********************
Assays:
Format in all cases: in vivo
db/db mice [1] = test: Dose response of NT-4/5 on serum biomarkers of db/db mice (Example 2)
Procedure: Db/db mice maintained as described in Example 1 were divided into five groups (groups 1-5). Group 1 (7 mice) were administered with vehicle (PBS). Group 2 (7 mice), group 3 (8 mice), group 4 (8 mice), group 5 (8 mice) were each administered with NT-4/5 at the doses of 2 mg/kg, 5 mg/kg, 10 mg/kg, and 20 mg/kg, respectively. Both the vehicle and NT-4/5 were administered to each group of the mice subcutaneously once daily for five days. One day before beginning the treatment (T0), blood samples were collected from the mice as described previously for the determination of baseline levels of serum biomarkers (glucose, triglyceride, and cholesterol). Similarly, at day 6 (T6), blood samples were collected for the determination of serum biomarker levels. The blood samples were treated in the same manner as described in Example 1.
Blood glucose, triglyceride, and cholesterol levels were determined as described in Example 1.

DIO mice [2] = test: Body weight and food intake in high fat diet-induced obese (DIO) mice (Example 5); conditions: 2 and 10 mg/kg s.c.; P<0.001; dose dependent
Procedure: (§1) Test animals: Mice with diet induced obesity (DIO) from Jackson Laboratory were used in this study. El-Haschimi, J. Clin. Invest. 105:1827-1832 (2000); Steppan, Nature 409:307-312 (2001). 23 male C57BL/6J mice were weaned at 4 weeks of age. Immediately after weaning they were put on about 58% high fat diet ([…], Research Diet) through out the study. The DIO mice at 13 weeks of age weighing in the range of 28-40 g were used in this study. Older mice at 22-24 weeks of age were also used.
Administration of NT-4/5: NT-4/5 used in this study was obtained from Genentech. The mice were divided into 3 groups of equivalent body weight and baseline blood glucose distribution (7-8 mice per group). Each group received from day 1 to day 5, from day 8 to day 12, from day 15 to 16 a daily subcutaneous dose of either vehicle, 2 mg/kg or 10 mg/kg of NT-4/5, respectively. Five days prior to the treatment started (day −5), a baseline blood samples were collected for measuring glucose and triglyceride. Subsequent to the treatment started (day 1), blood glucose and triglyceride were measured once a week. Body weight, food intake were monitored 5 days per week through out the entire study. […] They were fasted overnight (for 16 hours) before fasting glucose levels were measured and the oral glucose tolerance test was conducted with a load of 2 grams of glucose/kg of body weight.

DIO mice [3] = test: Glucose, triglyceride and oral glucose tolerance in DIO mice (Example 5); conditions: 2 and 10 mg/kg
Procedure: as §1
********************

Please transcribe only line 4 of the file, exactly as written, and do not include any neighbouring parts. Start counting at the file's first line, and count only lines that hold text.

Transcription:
Procedure: Db/db mice maintained as described in Example 1 were divided into five groups (groups 1-5). Group 1 (7 mice) were administered with vehicle (PBS). Group 2 (7 mice), group 3 (8 mice), group 4 (8 mice), group 5 (8 mice) were each administered with NT-4/5 at the doses of 2 mg/kg, 5 mg/kg, 10 mg/kg, and 20 mg/kg, respectively. Both the vehicle and NT-4/5 were administered to each group of the mice subcutaneously once daily for five days. One day before beginning the treatment (T0), blood samples were collected from the mice as described previously for the determination of baseline levels of serum biomarkers (glucose, triglyceride, and cholesterol). Similarly, at day 6 (T6), blood samples were collected for the determination of serum biomarker levels. The blood samples were treated in the same manner as described in Example 1.